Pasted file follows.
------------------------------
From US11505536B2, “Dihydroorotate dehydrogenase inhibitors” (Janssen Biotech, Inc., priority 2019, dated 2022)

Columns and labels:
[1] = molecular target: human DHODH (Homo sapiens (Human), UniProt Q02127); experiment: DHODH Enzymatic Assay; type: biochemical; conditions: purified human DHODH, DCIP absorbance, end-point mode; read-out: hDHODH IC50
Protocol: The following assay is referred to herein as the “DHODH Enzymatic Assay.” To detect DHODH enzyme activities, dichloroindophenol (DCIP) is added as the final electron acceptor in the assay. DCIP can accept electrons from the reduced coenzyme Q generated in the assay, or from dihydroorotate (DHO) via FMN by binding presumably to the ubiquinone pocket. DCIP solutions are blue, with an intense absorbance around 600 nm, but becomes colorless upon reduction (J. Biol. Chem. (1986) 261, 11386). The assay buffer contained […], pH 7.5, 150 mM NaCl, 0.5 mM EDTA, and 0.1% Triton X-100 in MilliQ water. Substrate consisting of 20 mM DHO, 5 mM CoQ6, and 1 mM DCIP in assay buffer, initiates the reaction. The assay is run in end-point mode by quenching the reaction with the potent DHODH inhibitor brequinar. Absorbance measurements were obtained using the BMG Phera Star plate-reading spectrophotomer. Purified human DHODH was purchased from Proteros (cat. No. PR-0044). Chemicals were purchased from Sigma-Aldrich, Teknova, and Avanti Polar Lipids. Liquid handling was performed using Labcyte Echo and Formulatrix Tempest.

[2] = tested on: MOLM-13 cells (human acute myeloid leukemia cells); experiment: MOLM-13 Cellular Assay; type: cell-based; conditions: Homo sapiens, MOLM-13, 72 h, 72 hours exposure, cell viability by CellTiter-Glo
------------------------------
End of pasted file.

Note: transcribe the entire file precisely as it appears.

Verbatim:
From US11505536B2, “Dihydroorotate dehydrogenase inhibitors” (Janssen Biotech, Inc., priority 2019, dated 2022)

Columns and labels:
[1] = molecular target: human DHODH (Homo sapiens (Human), UniProt Q02127); experiment: DHODH Enzymatic Assay; type: biochemical; conditions: purified human DHODH, DCIP absorbance, end-point mode; read-out: hDHODH IC50
Protocol: The following assay is referred to herein as the “DHODH Enzymatic Assay.” To detect DHODH enzyme activities, dichloroindophenol (DCIP) is added as the final electron acceptor in the assay. DCIP can accept electrons from the reduced coenzyme Q generated in the assay, or from dihydroorotate (DHO) via FMN by binding presumably to the ubiquinone pocket. DCIP solutions are blue, with an intense absorbance around 600 nm, but becomes colorless upon reduction (J. Biol. Chem. (1986) 261, 11386). The assay buffer contained […], pH 7.5, 150 mM NaCl, 0.5 mM EDTA, and 0.1% Triton X-100 in MilliQ water. Substrate consisting of 20 mM DHO, 5 mM CoQ6, and 1 mM DCIP in assay buffer, initiates the reaction. The assay is run in end-point mode by quenching the reaction with the potent DHODH inhibitor brequinar. Absorbance measurements were obtained using the BMG Phera Star plate-reading spectrophotomer. Purified human DHODH was purchased from Proteros (cat. No. PR-0044). Chemicals were purchased from Sigma-Aldrich, Teknova, and Avanti Polar Lipids. Liquid handling was performed using Labcyte Echo and Formulatrix Tempest.

[2] = tested on: MOLM-13 cells (human acute myeloid leukemia cells); experiment: MOLM-13 Cellular Assay; type: cell-based; conditions: Homo sapiens, MOLM-13, 72 h, 72 hours exposure, cell viability by CellTiter-Glo